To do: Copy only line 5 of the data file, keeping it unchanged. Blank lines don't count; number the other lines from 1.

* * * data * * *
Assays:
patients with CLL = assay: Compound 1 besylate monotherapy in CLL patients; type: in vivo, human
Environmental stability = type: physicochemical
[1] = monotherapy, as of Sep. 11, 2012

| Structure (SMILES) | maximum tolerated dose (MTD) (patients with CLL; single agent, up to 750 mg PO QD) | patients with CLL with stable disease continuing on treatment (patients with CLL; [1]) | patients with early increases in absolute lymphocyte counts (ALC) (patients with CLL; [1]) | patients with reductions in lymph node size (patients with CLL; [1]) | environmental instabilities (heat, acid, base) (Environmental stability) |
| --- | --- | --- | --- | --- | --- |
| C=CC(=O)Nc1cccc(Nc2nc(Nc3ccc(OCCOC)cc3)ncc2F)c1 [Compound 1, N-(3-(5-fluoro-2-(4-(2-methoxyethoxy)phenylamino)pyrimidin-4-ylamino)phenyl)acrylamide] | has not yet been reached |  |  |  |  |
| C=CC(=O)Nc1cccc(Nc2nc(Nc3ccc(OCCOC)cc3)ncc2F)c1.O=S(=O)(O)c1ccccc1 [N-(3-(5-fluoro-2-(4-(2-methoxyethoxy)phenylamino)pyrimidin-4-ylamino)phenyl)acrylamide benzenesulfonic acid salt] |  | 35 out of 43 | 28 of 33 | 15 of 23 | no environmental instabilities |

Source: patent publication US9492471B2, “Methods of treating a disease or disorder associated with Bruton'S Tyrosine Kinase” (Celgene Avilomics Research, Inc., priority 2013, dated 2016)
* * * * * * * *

| Structure (SMILES) | maximum tolerated dose (MTD) (patients with CLL; single agent, up to 750 mg PO QD) | patients with CLL with stable disease continuing on treatment (patients with CLL; [1]) | patients with early increases in absolute lymphocyte counts (ALC) (patients with CLL; [1]) | patients with reductions in lymph node size (patients with CLL; [1]) | environmental instabilities (heat, acid, base) (Environmental stability) |